News Release

UC to work with NASA to improve drone navigation

UC will work with Pennsylvania tech company VISIMO to run AI testing simulations

Grant and Award Announcement

University of Cincinnati


image: UC's Bryan Brown and Austin Wessels operate a drone that UC's College of Engineering and Applied Science used to capture traffic data in a 2018 project. view more 

Credit: Andrew Higley/UC

NASA awarded a small business grant to the University of Cincinnati and a Pennsylvania company to develop better autonomous navigation for drones.

UC is among 41 public institutions and 257 small businesses across the United States that will share $50 million in Small Business Innovation Research grants.

“NASA is working on ambitious, groundbreaking missions that require innovative solutions from a variety of sources, especially our small businesses,” NASA Deputy Administrator Pam Melroy said.

UC College of Engineering and Applied Science aerospace engineering professor Kelly Cohen will work with the company VISIMO, based in Carnegie, Pennsylvania, to develop a testing environment that helps evaluate the safety and stability of artificial intelligence models used in autonomous drones. Using a 3D simulation, the project will test the complex sensor fusion and decision-making routines needed for real-time autonomous navigation.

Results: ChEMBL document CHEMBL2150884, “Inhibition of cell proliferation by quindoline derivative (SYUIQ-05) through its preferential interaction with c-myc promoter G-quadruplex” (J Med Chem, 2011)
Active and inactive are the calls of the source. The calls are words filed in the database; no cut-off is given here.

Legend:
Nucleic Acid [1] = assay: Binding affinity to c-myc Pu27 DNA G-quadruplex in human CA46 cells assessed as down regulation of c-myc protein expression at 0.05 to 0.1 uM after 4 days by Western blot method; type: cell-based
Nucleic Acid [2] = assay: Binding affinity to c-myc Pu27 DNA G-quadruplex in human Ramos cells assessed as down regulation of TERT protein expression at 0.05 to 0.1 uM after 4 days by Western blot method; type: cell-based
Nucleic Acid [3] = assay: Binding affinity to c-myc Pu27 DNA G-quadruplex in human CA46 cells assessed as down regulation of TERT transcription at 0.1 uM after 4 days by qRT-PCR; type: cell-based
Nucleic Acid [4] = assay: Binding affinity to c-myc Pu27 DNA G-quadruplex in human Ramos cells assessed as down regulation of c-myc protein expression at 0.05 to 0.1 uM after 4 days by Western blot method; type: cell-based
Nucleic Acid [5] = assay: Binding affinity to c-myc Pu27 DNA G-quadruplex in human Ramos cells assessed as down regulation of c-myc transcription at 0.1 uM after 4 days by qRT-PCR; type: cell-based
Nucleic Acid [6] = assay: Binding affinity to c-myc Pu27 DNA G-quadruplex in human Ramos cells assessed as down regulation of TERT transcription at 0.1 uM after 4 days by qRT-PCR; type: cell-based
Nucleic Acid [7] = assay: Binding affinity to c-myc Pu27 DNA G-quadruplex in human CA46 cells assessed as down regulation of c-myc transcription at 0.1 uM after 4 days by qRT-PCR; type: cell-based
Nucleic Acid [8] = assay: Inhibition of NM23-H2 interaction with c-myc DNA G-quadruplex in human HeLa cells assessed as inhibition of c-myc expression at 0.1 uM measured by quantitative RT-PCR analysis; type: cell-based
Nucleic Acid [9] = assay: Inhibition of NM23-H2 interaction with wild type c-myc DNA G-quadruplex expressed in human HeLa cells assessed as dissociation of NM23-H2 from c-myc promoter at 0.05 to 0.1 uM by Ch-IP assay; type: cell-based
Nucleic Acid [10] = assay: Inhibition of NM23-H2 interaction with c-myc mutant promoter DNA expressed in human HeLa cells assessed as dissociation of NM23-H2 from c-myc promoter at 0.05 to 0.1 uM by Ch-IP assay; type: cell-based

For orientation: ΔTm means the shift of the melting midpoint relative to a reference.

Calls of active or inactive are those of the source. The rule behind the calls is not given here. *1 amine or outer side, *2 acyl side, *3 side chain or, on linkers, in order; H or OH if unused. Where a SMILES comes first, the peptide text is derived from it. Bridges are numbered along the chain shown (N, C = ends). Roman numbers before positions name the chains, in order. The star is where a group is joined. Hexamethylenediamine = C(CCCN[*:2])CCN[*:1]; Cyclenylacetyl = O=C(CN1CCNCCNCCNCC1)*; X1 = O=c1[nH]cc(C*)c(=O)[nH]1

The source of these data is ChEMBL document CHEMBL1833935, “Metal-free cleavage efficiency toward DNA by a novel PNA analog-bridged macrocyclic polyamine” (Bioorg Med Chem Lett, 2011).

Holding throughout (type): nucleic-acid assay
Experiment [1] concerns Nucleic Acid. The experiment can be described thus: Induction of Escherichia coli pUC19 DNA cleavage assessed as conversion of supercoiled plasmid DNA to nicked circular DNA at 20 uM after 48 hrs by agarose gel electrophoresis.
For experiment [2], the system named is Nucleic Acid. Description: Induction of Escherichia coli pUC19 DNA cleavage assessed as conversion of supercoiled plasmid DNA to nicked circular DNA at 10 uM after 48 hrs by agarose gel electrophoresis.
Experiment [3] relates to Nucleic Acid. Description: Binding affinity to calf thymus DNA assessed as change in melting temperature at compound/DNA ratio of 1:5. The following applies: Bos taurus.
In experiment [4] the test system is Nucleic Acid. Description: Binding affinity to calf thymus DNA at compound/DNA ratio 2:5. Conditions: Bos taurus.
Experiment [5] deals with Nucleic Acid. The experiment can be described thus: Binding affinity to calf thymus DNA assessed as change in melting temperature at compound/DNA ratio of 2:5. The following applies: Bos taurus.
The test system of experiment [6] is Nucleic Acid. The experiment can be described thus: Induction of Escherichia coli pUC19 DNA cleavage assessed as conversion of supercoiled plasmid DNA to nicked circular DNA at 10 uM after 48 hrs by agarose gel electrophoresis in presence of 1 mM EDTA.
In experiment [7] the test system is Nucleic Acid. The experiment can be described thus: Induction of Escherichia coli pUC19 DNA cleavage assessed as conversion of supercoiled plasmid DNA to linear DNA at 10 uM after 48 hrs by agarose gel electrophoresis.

According to the grant application, the simulations will help put the artificial intelligence to the test in situations that feature cascading failures in emergency situations such as a sudden storm that knocks out a drone’s sensor or cameras.

The project aims to create a testing environment that can certify that algorithms used in autonomous drone flight are safe to use in the national airspace. It also will develop tools to validate the algorithms used in autonomous flight for prognostics, vehicle health, sensor fusion, decision-making and cooperative planning.

According to VISIMO, the project could benefit applications for telehealth, search and rescue, delivery and agriculture.

“Certification of autonomous aircraft is the first step towards operating beyond line of sight, which will revolutionize the use of these vehicles,” said Alex Moskowitz, the principal investigator for the grant and a data scientist at VISIMO.

Moskowitz said drones are being deployed in emergencies and to deliver supplies to people when roads and bridges become impassable.

"Kelly Cohen and his team are world-class experts in the field of autonomy,” said Alex Heit, vice president of partnerships and strategy at VISIMO. “Their partnership brings a wealth of knowledge to VISIMO's artificial intelligence and autonomy portfolio. We've seen historic success through partnering with Dr. Cohen on Air Force autonomy projects. Our NASA win marks the next stage in what we see as a rich, long-term partnership.”

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